He ran unopposed in 1958 and was returned as speaker, but two years later, reapportionment had enlarged his district to include neighboring counties, and his seat was targeted by the Republicans. It was the year John F. Kennedy slipped into the presidency with a .1 percent margin nationwide. Colorado went Republican for the third election in a row, and my father's political career skidded to a halt due to a mere 80 votes.
This loss was far worse than his first one. He had been seen as a rising star, a respected politician, considered a possible candidate for lieutenant governor. His success made us all feel important, and so we all suffered from his ignominious defeat. My father spent the next six years trying to regain his seat. In 1962, he lost; in 1964, he won; in 1966, he lost. Each time, we were there with him. My mother doggedly continued to play her supporting role, and my sister physically embodied our pain, becoming ill each time he lost.
Even though he himself hesitated to run the last three times, no one in my family dreamed of suggesting he quit. During his 1964 run, a high school friend and I performed a campaign song I'd written:
Now all of us think it's a great Western Slope
If you think Denver knows it,
the answer is nope
We're not represented, it must be confessed
Charles Conklin, Charles Conklin
will serve you the best
After the 1966 loss, one of his political mentors, Congressman Wayne Aspinall, offered him a job in Washington, D.C. My father directed the staff of the House Committee on Interior and Insular Affairs while my mother taught first grade, and they eagerly soaked up the culture and excitement of the cosmopolitan city.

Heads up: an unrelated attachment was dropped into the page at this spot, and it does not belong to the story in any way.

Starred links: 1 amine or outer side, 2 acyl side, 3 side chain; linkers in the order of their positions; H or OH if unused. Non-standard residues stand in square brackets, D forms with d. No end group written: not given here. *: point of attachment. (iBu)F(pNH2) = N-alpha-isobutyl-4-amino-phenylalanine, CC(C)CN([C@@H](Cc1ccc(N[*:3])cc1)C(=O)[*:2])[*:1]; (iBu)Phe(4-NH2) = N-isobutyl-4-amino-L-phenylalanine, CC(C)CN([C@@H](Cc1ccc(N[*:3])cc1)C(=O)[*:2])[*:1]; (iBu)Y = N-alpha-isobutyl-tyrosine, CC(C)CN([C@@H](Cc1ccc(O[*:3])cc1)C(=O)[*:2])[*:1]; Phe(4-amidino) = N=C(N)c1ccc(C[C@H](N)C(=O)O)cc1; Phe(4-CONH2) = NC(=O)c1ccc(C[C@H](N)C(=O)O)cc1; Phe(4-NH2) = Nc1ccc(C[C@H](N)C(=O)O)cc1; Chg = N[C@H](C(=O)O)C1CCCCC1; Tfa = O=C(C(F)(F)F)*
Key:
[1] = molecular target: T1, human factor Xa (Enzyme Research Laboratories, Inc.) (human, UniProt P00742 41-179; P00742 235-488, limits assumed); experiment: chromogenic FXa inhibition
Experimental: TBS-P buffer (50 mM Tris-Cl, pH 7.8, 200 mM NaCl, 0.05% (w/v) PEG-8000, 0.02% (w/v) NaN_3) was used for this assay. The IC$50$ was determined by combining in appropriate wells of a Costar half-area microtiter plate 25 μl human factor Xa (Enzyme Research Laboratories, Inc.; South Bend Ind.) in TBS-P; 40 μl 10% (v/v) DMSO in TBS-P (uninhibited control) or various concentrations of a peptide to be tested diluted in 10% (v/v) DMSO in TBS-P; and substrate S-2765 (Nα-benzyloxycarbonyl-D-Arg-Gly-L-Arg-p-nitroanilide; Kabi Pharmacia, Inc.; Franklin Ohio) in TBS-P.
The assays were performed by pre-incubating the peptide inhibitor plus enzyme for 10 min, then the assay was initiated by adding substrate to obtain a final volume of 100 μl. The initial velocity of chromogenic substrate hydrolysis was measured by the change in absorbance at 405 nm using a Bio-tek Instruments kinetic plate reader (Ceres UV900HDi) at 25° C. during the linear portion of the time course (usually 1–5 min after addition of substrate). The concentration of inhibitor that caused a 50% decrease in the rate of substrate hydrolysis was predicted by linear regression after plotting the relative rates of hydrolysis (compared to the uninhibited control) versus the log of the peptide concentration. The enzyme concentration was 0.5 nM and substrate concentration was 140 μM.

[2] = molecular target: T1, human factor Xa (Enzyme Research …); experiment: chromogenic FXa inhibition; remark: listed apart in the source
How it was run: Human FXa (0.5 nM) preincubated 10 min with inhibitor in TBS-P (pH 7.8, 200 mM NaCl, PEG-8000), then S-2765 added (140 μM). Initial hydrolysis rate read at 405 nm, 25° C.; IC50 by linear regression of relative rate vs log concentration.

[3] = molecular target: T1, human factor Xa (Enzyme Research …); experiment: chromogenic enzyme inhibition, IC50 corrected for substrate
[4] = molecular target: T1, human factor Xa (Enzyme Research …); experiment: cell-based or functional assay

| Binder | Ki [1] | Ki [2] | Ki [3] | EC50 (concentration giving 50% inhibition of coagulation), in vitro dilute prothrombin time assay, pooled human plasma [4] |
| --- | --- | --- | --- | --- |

But his dream of statesmanship had to die. He never blamed the other party for his thwarted political career. He blamed himself -- his ego, his failure to connect. The rest of us were less charitable. (My mother's ladylike revenge was to mute all the Republicans whenever she watched C-Span.)
My father worked on Capitol Hill for 15 years before he retired to Hawaii. In later years, he made a few trips back to Delta, hobnobbing with old friends and walking the familiar streets. Despite everything, he never lost his affection for his hometown. He and my mother both died near Waikiki.
Our family gathered a few years ago at the Delta Cemetery, overlooking the valley, to commemorate my parents: My son-in-law had engraved their names on either side of a piece of marble, and the stone was placed in the Conklin family plot, where we eulogized them on the grassy lawn under the big cottonwoods. On my mother's side of the stone there's a line of poetry. On my father's side it says, simply, Speaker of the Colorado House of Representatives, 1957-60.
The author is an HCN assistant editor.